California Genealogy and History Archives
|Owen J. Cline
Among the manufacturing interests of Petaluma there is none more important in its output, the value of its product and the amount paid employes, than the shoe factory which has been under the able supervision of Owen Cline ever since it was started. By his close oversight and thorough knowledge of every detail of the manufacturing of shoes he has built it up until it is now one of the most extensive plants of its kind on the Bay.
The subject of this sketch was born in La Salle, Ill., July 2, 1864. His father, William Cline, was a native of Maryland and was an early settler of La Salle, Ill., where he enlisted and served in the Civil war, afterwards removing to St. Louis, Mo., where young Cline was educated in the public schools until the age of sixteen years, when he was apprenticed and learned the shoe-making trade in the Myers Shoe Company, beginning at the bottom and learning every department. Later he severed his connection with them to accept a foremanship with the George Gogg Shoe Company, which position he held until 1895, when he came to California. It was at this time that A. L. Bryan severed his connection with the old firm of Bryan & Brown of St. Louis, came to Oakland and purchased the small plant of the Wentworth Shoe Company, located near the Southern Pacific Railway Company's Sixteenth street depot. Mr. Bryan selected Owen J. Cline as superintendent of the factory then operated as the A. L. Bryan Shoe Company, continuing the business there until 1899, when he removed it to Petaluma, establishing the factory on Bremen street. In 1901, on the death of Mr. Bryan, the Nolan Earl Shoe Company purchased the plant and has since continued the business, enlarging it from time to time until it has reached its present proportions. Aside from being the superintendent since it was started Mr. Cline is also a stockholder and director in the company. Understanding ever detail of the business he has secured the latest machinery for each department and the factory is run the year round and has a capacity of five hundred pairs per day and they now give employment to about one hundred hands, theirs being by far the largest pay-roll in the city.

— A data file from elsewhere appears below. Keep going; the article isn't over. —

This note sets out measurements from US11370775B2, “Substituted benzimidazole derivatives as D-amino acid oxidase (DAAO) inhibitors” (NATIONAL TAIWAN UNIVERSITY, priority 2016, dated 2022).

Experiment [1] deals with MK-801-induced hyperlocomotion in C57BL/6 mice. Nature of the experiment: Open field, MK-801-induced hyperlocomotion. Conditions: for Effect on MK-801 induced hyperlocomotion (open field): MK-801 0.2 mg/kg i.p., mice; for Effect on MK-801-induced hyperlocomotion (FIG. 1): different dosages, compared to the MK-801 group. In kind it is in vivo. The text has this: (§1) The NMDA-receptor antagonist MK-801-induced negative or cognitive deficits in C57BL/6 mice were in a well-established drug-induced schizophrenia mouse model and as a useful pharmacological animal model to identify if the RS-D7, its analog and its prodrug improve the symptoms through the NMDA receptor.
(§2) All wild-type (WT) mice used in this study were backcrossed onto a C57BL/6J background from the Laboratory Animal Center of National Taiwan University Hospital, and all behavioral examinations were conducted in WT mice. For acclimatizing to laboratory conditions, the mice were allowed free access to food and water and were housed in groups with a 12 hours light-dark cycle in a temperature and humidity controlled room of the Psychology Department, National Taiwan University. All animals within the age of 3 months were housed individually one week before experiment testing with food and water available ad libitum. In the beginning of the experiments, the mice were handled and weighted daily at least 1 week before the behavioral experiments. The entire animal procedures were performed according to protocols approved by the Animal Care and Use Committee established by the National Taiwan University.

In St. Louis, Mo., Mr. Cline was united with
Miss Anna O'Donnell, a native of tht city, and they are the parents of
five children, Anastacia, Mary, Thomas, John and Joseph. Fraternally Mr.
Cline is associated with the Elks, Eagles (of which he is past
president) and the Young Men's Institute (of which he is treasurer) and
the Petaluma Fire Department, of which he has served as first assistant
engineer. Both in business affairs and socially Mr. Cline is highly
esteemed for his progressive spirit, enterprise, worth and integrity. He
is very helpful to deserving young men and his charities are many, no
worthy person or cause appealing to him in vain. It is to such men that
Sonoma county today owes its present state of wonderful development and
his example is worthy of emulation.
Transcribed by Peggy Hooper 2011